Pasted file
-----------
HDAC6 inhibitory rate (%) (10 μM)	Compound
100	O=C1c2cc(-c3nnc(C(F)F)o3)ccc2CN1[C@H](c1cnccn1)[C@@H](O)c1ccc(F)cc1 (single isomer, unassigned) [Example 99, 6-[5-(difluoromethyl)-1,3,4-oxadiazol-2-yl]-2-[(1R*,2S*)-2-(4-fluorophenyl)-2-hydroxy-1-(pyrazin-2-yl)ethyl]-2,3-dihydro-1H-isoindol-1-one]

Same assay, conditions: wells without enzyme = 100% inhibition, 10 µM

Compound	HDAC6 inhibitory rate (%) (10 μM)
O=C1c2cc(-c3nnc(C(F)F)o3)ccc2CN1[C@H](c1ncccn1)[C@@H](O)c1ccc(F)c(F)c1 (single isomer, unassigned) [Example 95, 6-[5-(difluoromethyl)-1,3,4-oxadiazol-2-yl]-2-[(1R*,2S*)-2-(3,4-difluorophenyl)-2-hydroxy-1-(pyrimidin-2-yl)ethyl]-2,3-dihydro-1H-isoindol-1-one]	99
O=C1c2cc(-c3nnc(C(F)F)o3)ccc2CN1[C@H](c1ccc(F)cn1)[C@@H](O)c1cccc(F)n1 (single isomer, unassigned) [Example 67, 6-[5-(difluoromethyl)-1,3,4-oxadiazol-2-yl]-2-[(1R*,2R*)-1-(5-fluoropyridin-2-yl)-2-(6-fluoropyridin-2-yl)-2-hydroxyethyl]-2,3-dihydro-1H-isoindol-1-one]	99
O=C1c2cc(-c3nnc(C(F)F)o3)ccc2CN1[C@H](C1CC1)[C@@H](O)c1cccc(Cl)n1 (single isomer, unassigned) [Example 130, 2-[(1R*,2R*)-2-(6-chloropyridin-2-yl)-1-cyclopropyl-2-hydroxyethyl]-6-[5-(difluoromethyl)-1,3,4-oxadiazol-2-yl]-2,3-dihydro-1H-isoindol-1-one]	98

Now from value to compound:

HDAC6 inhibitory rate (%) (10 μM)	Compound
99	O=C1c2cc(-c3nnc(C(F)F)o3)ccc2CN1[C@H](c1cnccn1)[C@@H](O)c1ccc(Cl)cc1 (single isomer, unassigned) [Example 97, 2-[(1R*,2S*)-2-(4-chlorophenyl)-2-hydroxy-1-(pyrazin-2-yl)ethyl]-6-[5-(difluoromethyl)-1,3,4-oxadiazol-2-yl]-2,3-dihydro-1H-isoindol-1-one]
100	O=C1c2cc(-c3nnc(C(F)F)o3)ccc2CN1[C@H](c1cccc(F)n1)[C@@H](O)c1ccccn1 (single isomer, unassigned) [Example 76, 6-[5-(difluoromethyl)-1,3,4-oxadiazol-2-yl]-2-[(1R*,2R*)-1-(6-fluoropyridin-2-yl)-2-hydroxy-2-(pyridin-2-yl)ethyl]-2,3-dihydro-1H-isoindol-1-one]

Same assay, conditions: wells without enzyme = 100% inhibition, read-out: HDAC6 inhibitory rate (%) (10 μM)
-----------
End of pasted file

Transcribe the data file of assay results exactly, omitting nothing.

HDAC6 inhibitory rate (%) (10 μM)	Compound
100	O=C1c2cc(-c3nnc(C(F)F)o3)ccc2CN1[C@H](c1cnccn1)[C@@H](O)c1ccc(F)cc1 (single isomer, unassigned) [Example 99, 6-[5-(difluoromethyl)-1,3,4-oxadiazol-2-yl]-2-[(1R*,2S*)-2-(4-fluorophenyl)-2-hydroxy-1-(pyrazin-2-yl)ethyl]-2,3-dihydro-1H-isoindol-1-one]

Same assay, conditions: wells without enzyme = 100% inhibition, 10 µM

Compound	HDAC6 inhibitory rate (%) (10 μM)
O=C1c2cc(-c3nnc(C(F)F)o3)ccc2CN1[C@H](c1ncccn1)[C@@H](O)c1ccc(F)c(F)c1 (single isomer, unassigned) [Example 95, 6-[5-(difluoromethyl)-1,3,4-oxadiazol-2-yl]-2-[(1R*,2S*)-2-(3,4-difluorophenyl)-2-hydroxy-1-(pyrimidin-2-yl)ethyl]-2,3-dihydro-1H-isoindol-1-one]	99
O=C1c2cc(-c3nnc(C(F)F)o3)ccc2CN1[C@H](c1ccc(F)cn1)[C@@H](O)c1cccc(F)n1 (single isomer, unassigned) [Example 67, 6-[5-(difluoromethyl)-1,3,4-oxadiazol-2-yl]-2-[(1R*,2R*)-1-(5-fluoropyridin-2-yl)-2-(6-fluoropyridin-2-yl)-2-hydroxyethyl]-2,3-dihydro-1H-isoindol-1-one]	99
O=C1c2cc(-c3nnc(C(F)F)o3)ccc2CN1[C@H](C1CC1)[C@@H](O)c1cccc(Cl)n1 (single isomer, unassigned) [Example 130, 2-[(1R*,2R*)-2-(6-chloropyridin-2-yl)-1-cyclopropyl-2-hydroxyethyl]-6-[5-(difluoromethyl)-1,3,4-oxadiazol-2-yl]-2,3-dihydro-1H-isoindol-1-one]	98

Now from value to compound:

HDAC6 inhibitory rate (%) (10 μM)	Compound
99	O=C1c2cc(-c3nnc(C(F)F)o3)ccc2CN1[C@H](c1cnccn1)[C@@H](O)c1ccc(Cl)cc1 (single isomer, unassigned) [Example 97, 2-[(1R*,2S*)-2-(4-chlorophenyl)-2-hydroxy-1-(pyrazin-2-yl)ethyl]-6-[5-(difluoromethyl)-1,3,4-oxadiazol-2-yl]-2,3-dihydro-1H-isoindol-1-one]
100	O=C1c2cc(-c3nnc(C(F)F)o3)ccc2CN1[C@H](c1cccc(F)n1)[C@@H](O)c1ccccn1 (single isomer, unassigned) [Example 76, 6-[5-(difluoromethyl)-1,3,4-oxadiazol-2-yl]-2-[(1R*,2R*)-1-(6-fluoropyridin-2-yl)-2-hydroxy-2-(pyridin-2-yl)ethyl]-2,3-dihydro-1H-isoindol-1-one]

Same assay, conditions: wells without enzyme = 100% inhibition, read-out: HDAC6 inhibitory rate (%) (10 μM)